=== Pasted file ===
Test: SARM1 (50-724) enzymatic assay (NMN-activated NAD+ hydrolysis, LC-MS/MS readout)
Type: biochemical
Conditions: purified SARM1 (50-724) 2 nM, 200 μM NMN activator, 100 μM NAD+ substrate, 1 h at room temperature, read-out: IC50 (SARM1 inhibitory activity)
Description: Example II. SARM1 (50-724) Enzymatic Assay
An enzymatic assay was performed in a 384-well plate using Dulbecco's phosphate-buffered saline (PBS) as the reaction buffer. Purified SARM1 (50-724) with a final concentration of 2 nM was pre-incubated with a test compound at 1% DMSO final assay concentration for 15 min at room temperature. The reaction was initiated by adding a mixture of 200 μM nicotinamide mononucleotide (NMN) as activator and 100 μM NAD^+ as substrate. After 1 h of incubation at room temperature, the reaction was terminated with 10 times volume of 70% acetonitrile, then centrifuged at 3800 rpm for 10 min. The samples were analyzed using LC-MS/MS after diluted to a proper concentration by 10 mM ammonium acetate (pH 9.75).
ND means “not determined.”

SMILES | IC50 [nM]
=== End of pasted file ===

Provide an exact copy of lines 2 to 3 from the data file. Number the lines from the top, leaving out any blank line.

Type: biochemical
Conditions: purified SARM1 (50-724) 2 nM, 200 μM NMN activator, 100 μM NAD+ substrate, 1 h at room temperature, read-out: IC50 (SARM1 inhibitory activity)